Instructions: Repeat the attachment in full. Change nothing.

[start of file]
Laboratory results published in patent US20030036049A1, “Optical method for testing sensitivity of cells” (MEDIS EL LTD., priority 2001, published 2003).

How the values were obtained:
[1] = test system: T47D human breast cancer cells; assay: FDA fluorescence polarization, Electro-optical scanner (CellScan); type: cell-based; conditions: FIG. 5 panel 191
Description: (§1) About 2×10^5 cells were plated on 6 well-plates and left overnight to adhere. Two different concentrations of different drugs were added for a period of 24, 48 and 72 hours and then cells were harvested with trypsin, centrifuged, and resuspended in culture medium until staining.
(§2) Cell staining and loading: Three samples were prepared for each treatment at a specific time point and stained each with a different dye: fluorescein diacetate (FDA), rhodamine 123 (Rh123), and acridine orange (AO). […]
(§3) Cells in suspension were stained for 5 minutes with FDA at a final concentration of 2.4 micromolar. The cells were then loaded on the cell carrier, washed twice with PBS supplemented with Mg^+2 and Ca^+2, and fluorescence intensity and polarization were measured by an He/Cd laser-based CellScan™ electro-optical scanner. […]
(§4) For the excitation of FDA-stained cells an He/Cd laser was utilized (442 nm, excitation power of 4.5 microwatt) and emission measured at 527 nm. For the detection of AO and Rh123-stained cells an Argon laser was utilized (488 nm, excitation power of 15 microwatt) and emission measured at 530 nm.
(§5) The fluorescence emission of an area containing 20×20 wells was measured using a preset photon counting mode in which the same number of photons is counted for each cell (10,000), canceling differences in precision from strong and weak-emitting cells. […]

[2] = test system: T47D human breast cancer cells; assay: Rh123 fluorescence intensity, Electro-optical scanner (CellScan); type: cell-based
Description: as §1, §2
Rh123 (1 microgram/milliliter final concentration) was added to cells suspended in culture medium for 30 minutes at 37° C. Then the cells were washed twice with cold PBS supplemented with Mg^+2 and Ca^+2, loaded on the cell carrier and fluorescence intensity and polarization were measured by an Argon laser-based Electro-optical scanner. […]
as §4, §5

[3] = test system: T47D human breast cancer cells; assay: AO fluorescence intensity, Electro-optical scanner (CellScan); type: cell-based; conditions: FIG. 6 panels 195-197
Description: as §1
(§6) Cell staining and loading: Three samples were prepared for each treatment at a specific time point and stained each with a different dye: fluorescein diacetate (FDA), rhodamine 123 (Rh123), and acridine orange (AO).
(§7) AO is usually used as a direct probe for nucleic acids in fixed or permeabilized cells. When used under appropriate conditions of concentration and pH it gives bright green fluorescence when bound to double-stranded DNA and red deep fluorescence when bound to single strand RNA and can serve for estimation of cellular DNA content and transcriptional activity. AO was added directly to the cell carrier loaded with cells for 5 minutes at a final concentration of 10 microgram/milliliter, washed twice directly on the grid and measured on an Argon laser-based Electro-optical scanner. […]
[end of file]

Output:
Laboratory results published in patent US20030036049A1, “Optical method for testing sensitivity of cells” (MEDIS EL LTD., priority 2001, published 2003).

How the values were obtained:
[1] = test system: T47D human breast cancer cells; assay: FDA fluorescence polarization, Electro-optical scanner (CellScan); type: cell-based; conditions: FIG. 5 panel 191
Description: (§1) About 2×10^5 cells were plated on 6 well-plates and left overnight to adhere. Two different concentrations of different drugs were added for a period of 24, 48 and 72 hours and then cells were harvested with trypsin, centrifuged, and resuspended in culture medium until staining.
(§2) Cell staining and loading: Three samples were prepared for each treatment at a specific time point and stained each with a different dye: fluorescein diacetate (FDA), rhodamine 123 (Rh123), and acridine orange (AO). […]
(§3) Cells in suspension were stained for 5 minutes with FDA at a final concentration of 2.4 micromolar. The cells were then loaded on the cell carrier, washed twice with PBS supplemented with Mg^+2 and Ca^+2, and fluorescence intensity and polarization were measured by an He/Cd laser-based CellScan™ electro-optical scanner. […]
(§4) For the excitation of FDA-stained cells an He/Cd laser was utilized (442 nm, excitation power of 4.5 microwatt) and emission measured at 527 nm. For the detection of AO and Rh123-stained cells an Argon laser was utilized (488 nm, excitation power of 15 microwatt) and emission measured at 530 nm.
(§5) The fluorescence emission of an area containing 20×20 wells was measured using a preset photon counting mode in which the same number of photons is counted for each cell (10,000), canceling differences in precision from strong and weak-emitting cells. […]

[2] = test system: T47D human breast cancer cells; assay: Rh123 fluorescence intensity, Electro-optical scanner (CellScan); type: cell-based
Description: as §1, §2
Rh123 (1 microgram/milliliter final concentration) was added to cells suspended in culture medium for 30 minutes at 37° C. Then the cells were washed twice with cold PBS supplemented with Mg^+2 and Ca^+2, loaded on the cell carrier and fluorescence intensity and polarization were measured by an Argon laser-based Electro-optical scanner. […]
as §4, §5

[3] = test system: T47D human breast cancer cells; assay: AO fluorescence intensity, Electro-optical scanner (CellScan); type: cell-based; conditions: FIG. 6 panels 195-197
Description: as §1
(§6) Cell staining and loading: Three samples were prepared for each treatment at a specific time point and stained each with a different dye: fluorescein diacetate (FDA), rhodamine 123 (Rh123), and acridine orange (AO).
(§7) AO is usually used as a direct probe for nucleic acids in fixed or permeabilized cells. When used under appropriate conditions of concentration and pH it gives bright green fluorescence when bound to double-stranded DNA and red deep fluorescence when bound to single strand RNA and can serve for estimation of cellular DNA content and transcriptional activity. AO was added directly to the cell carrier loaded with cells for 5 minutes at a final concentration of 10 microgram/milliliter, washed twice directly on the grid and measured on an Argon laser-based Electro-optical scanner. […]